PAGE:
Wednesday, December 12, 2012

SAR #12346

Nine out of 10 people in finance don’t have your best interest at heart.

Geography Lesson: Workers protesting government denial of their basic rights have been trampled by mounted police, while other officers pepper sprayed a former member of the national legislation who was protesting the anti-labor government putsch. In Michigan.

And So It Goes: Internal emails show that BP knew the enormity of the 2010 Deepwater Horizon blowout much earlier than they claimed when maintaining that they had provided prompt and complete information to both the public and the government. In fact, they did neither.

I Heard It On The Grapevine Grey Line: Across the US, government officials are installing listening devices on public buses. Go ahead, speak out. That's what they're looking for, and like Santa, they're making a list.

Quote: “The City of London, in recent years, has become a criminal sink, populated by a criminogenic community of spivs and wideboys made wealthy beyond the dreams of avarice, by the ludicrous pay schemes and bonus awards, made possible in an environment where all sense of worth, value, and ordinary law-conformity, has been jettisoned, in return for vast sums of money far and beyond anything that might normally have been paid only a few years ago. The entire financial sector has become an organized criminal entity.” He's upset that HBSC and Standard Chartered are only paying fines, not going to jail for laundering drug money for the cartels.

Betrayal: Executives at Hostess Brands looted the workers pension fund and paid themselves $1.8 million in bonuses. No one knows how much money was "diverted", but lawyers agree that there is no remedy available - which means they get away with it, and with blaming it on the 18,000 union employees who have been thrown into the street.

Reality Check: Green power will, by 2040, play an increasing role in the US energy mix. Two percent more than today, according to the US Department of Energy. Maybe three percent.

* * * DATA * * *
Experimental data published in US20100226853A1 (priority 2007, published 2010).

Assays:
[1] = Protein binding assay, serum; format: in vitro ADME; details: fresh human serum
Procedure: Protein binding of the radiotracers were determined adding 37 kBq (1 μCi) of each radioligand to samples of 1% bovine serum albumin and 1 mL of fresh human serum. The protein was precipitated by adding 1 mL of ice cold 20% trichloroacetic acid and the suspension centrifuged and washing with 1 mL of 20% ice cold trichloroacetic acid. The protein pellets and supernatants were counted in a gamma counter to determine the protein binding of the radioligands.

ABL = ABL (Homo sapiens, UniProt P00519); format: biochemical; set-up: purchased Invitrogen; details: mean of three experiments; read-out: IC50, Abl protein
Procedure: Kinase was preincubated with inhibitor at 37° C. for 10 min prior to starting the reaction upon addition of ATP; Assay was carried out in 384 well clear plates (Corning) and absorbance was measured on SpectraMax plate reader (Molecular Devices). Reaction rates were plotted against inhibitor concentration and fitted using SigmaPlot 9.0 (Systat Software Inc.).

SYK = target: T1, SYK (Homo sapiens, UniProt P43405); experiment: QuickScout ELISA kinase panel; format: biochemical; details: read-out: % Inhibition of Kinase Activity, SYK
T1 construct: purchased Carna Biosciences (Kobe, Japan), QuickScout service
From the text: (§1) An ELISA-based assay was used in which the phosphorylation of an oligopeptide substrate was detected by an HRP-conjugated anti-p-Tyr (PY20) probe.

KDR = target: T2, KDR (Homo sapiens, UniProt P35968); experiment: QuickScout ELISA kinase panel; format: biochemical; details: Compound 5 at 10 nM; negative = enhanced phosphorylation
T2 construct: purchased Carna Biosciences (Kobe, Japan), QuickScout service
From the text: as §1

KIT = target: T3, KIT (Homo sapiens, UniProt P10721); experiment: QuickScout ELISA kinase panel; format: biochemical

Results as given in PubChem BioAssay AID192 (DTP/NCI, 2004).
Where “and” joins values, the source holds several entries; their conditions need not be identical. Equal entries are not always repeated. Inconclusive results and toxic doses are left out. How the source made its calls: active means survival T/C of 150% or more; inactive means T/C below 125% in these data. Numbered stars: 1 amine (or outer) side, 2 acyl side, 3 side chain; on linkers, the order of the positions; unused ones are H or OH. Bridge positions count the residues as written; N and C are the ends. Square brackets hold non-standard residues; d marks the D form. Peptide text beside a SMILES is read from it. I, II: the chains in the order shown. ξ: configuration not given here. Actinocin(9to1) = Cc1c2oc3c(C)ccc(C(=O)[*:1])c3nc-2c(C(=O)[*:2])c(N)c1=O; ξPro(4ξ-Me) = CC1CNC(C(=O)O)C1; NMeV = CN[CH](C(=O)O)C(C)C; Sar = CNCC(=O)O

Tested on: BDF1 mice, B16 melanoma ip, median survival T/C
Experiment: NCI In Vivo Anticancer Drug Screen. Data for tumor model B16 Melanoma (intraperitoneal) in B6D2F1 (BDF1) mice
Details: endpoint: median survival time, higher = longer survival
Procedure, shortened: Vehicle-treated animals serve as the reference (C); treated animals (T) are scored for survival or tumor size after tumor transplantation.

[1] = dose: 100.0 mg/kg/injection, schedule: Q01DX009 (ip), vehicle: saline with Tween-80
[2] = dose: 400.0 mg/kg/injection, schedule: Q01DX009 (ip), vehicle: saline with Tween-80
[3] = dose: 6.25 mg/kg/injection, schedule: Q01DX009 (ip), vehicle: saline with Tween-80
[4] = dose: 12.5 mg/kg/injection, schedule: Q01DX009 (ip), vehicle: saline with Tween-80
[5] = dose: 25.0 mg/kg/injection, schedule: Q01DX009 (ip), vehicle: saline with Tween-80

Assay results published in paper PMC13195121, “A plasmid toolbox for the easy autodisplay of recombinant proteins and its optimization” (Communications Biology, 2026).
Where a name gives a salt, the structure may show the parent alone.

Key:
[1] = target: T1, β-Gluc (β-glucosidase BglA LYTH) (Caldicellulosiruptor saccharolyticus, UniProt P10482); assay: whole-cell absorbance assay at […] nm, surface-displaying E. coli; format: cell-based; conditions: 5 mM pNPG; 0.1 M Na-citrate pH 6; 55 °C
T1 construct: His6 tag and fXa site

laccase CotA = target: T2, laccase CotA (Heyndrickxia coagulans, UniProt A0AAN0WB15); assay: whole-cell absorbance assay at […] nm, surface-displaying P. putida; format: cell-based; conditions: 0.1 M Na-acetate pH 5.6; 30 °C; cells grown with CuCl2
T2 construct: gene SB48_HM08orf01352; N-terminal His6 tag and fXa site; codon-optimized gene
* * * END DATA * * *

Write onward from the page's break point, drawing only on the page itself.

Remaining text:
Without Comment: The family of an American subjected to indefinite detention without trial, without formal charges and without legal representation is asking for international rights organizations to intervene. It is becoming ever harder to tell who the good guys are, but

Eye On The Prize: Walmart employs about 11.4 million Americans, paying the average full-time worker $12 an hour - $25,000 a year. Walmart itself made $27 billion in operating profit last year. They could have given each employee a $5,000 raise and cut their profits to a measly $20 billion. The same general data would apply to many (most?) other gigantic American corporations that are so diligent in finding ways to cut costs and fire people.

Passing In Review: After 10 years and over $20 billion, the US Army has managed to bring one of Afghanistan's 23 combat brigades to a level of proficiency that would permit it to operate without US hand-holding.

This Little Piggy: Increased production from the oilfields of West Texas and North Dakota's Bakken Shale has resulted in production capacity that overwhelms the transmission capacity of existing pipelines. That in turn has driven down the prices paid by about $10 a barrel. Canadian oil sands production is also running into similar problems. The lower prices may cut the enthusiasm (and profitability) for many of these undertakings. Sort of a self-hoisting petard.

Theme Song: Enormous amounts of US funds provided to Afghanistan continue to be stolen and flown out of the country. At least $4.5 billion in 2011 and at least that much again this year. It would be easy to stop, but our boy Karzai isn't interested.

Wink As Good As A Nod: Ohio's Republican Secretary of State, who did everything possible to place roadblocks in the path of voters, now admits that voter fraud is "very rare." Republican political consultant Scott Tranter acknowledged that long lines at polling places and the voter ID requirements helped the Republican candidates, as intended.

The Parting Shot:



Charles Kingsley Michaelson, III said...

Recoveryless Recovery - Your comment was deleted as being in poor taste - and, yes, I get to make that decision. ckm.

Anonymous said...

Really? So congratulating you for your choice of headlines today -as opposed to previous ones- reflects "poor taste?"

You really haven't changed at ALL have you?